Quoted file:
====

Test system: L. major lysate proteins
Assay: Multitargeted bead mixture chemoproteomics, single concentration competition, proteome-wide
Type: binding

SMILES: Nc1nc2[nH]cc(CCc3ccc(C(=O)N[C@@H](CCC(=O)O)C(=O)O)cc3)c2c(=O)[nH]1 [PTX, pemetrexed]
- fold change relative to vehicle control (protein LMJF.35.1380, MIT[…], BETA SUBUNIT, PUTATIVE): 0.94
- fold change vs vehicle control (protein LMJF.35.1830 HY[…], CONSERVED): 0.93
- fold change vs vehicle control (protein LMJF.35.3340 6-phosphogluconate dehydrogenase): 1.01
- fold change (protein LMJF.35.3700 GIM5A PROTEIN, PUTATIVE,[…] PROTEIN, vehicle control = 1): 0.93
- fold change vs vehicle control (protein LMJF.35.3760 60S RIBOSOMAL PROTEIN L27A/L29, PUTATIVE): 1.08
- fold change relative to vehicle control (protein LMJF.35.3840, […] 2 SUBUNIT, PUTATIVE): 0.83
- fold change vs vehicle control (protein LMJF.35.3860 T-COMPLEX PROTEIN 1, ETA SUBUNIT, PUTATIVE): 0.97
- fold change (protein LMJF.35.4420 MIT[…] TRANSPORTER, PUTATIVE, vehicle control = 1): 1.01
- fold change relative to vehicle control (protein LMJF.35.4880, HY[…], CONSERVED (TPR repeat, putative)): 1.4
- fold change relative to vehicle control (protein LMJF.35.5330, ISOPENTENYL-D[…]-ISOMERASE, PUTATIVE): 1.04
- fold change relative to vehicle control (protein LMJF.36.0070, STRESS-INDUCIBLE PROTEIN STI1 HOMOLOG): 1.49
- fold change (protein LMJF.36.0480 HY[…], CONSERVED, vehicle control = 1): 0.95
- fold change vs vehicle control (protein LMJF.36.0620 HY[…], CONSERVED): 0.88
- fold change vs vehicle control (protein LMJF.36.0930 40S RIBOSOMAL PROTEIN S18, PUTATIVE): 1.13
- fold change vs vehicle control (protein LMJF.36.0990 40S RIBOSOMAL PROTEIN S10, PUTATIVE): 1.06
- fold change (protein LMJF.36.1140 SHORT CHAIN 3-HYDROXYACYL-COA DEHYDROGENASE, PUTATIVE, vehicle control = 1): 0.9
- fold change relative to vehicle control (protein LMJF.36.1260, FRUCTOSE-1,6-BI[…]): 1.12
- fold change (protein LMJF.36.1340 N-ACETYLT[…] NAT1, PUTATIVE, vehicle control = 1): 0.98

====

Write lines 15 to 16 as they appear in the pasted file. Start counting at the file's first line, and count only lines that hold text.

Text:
- fold change relative to vehicle control (protein LMJF.36.0070, STRESS-INDUCIBLE PROTEIN STI1 HOMOLOG): 1.49
- fold change (protein LMJF.36.0480 HY[…], CONSERVED, vehicle control = 1): 0.95